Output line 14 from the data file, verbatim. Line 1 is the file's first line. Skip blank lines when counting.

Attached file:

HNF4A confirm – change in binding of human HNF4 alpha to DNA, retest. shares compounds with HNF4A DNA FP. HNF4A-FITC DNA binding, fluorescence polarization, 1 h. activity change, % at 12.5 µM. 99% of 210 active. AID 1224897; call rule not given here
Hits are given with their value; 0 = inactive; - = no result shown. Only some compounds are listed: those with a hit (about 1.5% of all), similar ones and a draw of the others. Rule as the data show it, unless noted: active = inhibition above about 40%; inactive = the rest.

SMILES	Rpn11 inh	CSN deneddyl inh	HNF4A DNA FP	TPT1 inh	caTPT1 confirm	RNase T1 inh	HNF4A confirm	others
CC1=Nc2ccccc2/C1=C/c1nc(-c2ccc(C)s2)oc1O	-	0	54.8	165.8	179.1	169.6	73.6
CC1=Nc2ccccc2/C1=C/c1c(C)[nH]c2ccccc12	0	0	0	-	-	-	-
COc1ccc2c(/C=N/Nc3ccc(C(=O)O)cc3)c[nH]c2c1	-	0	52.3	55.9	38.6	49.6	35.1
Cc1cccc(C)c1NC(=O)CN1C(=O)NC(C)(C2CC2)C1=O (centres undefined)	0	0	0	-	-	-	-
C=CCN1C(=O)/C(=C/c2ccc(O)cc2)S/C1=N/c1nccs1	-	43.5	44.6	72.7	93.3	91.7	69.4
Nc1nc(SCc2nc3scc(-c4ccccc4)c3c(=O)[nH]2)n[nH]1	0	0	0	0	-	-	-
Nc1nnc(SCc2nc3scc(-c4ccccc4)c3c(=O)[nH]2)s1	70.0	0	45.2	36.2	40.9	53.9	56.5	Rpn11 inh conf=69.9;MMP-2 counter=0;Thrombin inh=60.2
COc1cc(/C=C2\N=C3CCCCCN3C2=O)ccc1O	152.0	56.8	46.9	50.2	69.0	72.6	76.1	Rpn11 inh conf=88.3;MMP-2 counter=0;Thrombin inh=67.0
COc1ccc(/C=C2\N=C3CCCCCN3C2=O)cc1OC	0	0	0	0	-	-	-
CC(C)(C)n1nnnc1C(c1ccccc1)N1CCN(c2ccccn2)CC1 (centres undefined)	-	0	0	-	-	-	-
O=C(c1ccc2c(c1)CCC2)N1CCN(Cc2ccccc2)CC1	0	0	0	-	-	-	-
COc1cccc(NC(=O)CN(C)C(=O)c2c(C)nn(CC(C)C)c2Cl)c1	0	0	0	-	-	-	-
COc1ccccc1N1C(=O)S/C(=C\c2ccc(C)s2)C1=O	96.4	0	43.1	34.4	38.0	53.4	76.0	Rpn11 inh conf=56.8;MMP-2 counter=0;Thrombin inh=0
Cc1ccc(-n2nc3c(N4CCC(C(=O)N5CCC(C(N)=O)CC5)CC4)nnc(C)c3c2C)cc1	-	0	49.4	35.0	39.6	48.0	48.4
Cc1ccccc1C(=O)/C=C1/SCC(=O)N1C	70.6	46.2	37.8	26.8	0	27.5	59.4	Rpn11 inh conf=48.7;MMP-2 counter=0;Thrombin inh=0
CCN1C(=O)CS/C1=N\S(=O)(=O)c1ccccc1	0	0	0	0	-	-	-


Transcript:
O=C(c1ccc2c(c1)CCC2)N1CCN(Cc2ccccc2)CC1	0	0	0	-	-	-	-